Apple vs. The FBI: Why Apple Is Screwed

  • Apple is in hot water because they are not responding to a Judge’s order to disable a core security feature in the iPhone in order to access data about the San Bernardino Shooters.  This comes shortly after a Harvard Report indicating requests like this are stupid.  Apple has taken a hard line with regard to customer security but it is hard to understand why, in this case, where the phone belongs to the local government and the owner is a dead terrorist why Apple isn’t stepping up.   First Apple “probably” can do this but even they likely don’t know for sure and if they do it then it will showcase it can be done.  If it can be done others will work to emulate what Apple did potentially eventually making the feature worthless.   But that is only one part of why Apple is not motivated to help.  Let me explain. 

    The Task

    Now the feature the FBI wants disabled is the one that locks the phone and erases all the data after 11 attempts.  The phone takes about 10K different number combinations for a 4 number pin though you can use an algorithm and some knowledge of the user to cut this down substantially but you still will likely need way more than 11 attempts.  

    So, no problem, Apple just has to disable the feature but to do that normally they have to use the phone’s PIN and that’s what they don’t have. 

    Why It Is So Hard

    Now if this was easy to do anyone stealing the phone would do this and over the last few years there has been a massive effort to make stolen phones worthless and to keep data safe.  In fact for some time a number of cities and States have wanted Apple and others to fully brick the phone after a series of wrong attempts to stop people from being mugged for their phones.   (They ended up going in a different direction but phones became far harder to break into as a result).

    So doing what the FBI is asking should be impossible but given Apple uniquely has access to the source code, in theory, they should be able to find a way around their own security.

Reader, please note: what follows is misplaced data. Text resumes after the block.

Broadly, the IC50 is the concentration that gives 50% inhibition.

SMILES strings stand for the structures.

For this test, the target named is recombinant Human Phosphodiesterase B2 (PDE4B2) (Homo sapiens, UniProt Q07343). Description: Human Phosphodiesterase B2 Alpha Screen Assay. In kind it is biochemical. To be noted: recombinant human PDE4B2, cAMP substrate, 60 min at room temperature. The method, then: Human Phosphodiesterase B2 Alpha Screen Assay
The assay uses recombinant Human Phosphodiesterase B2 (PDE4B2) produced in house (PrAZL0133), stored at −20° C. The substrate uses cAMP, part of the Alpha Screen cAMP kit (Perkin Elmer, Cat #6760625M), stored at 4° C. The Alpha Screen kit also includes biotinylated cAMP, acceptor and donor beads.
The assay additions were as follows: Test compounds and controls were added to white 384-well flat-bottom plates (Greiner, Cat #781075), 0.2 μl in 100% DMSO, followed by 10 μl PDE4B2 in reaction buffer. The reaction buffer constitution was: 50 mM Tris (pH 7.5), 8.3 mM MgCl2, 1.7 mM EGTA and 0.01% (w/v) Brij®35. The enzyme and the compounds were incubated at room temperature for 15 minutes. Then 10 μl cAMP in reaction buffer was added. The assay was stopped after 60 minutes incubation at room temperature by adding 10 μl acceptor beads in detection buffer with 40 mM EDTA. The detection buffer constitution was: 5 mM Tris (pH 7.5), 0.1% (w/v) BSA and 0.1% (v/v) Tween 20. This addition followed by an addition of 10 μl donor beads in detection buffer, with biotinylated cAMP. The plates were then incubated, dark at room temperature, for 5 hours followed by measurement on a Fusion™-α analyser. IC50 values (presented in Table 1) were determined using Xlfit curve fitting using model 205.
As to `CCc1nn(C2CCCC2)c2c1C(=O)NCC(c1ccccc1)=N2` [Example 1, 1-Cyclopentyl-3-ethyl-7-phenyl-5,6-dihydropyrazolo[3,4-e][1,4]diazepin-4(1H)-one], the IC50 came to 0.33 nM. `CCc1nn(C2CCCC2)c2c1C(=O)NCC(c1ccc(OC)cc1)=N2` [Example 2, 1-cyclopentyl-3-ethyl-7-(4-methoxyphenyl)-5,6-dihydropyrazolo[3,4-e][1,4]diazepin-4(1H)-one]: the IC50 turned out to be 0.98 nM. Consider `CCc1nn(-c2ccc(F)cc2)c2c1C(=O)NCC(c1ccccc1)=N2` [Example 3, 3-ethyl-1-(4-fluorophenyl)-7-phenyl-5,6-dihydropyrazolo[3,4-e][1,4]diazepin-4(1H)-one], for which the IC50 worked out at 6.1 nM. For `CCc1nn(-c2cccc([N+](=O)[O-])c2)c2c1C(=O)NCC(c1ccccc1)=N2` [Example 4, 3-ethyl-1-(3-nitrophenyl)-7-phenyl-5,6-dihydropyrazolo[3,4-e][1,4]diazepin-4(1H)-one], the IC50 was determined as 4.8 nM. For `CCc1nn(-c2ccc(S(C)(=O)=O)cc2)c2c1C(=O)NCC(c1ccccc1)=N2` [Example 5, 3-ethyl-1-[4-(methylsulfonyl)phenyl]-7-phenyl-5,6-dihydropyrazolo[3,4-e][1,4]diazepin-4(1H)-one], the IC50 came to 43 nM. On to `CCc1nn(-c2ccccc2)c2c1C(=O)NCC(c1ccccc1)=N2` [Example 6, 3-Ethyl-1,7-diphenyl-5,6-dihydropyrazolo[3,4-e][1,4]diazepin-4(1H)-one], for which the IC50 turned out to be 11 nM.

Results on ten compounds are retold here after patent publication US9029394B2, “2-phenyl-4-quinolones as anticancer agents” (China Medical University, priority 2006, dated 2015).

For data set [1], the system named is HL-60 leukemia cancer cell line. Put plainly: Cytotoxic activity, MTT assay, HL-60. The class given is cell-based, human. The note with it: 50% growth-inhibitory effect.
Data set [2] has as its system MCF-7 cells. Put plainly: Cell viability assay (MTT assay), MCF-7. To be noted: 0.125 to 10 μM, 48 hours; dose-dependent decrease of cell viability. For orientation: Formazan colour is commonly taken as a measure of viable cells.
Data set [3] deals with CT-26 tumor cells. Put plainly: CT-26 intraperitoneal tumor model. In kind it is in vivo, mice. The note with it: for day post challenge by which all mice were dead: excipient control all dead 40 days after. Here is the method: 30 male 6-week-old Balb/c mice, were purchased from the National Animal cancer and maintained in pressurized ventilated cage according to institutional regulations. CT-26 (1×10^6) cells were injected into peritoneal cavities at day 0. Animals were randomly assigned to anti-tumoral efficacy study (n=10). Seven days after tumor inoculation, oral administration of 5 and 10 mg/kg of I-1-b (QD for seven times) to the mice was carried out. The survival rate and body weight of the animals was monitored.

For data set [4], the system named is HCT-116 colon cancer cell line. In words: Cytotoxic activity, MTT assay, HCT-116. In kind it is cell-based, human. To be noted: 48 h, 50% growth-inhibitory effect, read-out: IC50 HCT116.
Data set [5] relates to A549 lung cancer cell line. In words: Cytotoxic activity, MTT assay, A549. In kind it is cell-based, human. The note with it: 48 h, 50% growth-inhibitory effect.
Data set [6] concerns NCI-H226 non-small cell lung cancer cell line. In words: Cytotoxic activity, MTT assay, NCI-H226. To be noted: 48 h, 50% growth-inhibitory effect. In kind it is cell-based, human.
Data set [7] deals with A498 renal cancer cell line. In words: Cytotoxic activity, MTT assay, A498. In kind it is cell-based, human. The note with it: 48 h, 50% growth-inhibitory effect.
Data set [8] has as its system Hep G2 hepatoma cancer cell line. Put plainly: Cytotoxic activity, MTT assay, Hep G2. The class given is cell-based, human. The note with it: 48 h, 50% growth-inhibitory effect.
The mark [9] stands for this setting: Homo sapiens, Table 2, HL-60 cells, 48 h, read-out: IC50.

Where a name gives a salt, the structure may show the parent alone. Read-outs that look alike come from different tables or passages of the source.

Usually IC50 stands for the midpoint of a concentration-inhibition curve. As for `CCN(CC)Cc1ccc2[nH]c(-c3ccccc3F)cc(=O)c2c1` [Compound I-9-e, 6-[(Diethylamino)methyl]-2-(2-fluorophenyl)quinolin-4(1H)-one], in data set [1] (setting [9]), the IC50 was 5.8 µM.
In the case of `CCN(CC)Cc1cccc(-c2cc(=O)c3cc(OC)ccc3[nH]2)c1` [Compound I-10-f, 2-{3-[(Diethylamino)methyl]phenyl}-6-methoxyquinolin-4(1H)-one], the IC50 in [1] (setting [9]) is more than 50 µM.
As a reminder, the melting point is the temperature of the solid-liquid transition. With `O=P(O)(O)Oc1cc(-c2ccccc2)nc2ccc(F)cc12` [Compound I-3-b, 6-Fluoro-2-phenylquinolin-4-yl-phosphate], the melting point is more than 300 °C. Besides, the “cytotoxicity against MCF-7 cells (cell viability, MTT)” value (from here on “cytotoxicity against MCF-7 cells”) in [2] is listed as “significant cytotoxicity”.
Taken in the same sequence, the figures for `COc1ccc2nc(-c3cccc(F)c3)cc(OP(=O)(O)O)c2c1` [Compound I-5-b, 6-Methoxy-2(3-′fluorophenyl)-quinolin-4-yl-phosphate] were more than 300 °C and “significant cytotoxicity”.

Why Apple Is Motivated Not To Help

    New problem, the folks that wrote this into the code are the most likely to do this work but they were asked to make this kind of thing impossible so, if they can do it they are kind of screwed because their CEO wanted what they are attempting to be impossible.   If it was Steve Jobs rather than Cook he’d likely fire them if they were successful and even under Cook they aren’t really motivated to showcase there is a way to do what they likely represented can’t be done. 

    This means you’ll need to use some other specialist but this specialist will now develop the unique skill of being able to bypass Apple security which means they will suddenly become incredibly valuable to anyone else that wants to do this and that is not a skill you want folks to know you have if you want to remain free unless you are already a government employee.   Now Apple doesn’t want the government to know how to do this because if it got out the government could bypass security folks in Europe, Asia, and Eastern Europe would likely switch of iPhones and likely be joined by not an insignificant number of US users. 

    Wrapping Up: 

    In short there is no upside for Apple, any Apple employee, or for Apple to let any government employee do this.  If they take part in any way in breaking into an iPhone successfully Apple is generically screwed and the most qualified Apple employees to do this are screwed.  

    If I were the government I’d buy a bunch of similar iPhones, take them to the Black Hat conference and put a prize of a $100K for anyone that can do to an iPhone what they want done.  They’ll likely get it done faster and more cheaply than Apple will do it for them.    In fact there is actually a pretty good chance that someone somewhere has already figured out how to do this and I’d likely start with the CSA or NSA in my quest. 

    But asking a company to violate their own security particularly when it could have an adverse impact on both the employees that do it and the company, which is just not going to be a quick or easy path to success.   And I don’t blame Apple at all, were I them I’d likely behave in exactly the same way largely because I’m not feeling suicidal. 

    A couple of questions to leave you with.  Why would a Terrorist assume their government owned phone wasn’t monitored and, given this guy’s background, why wasn’t it?   

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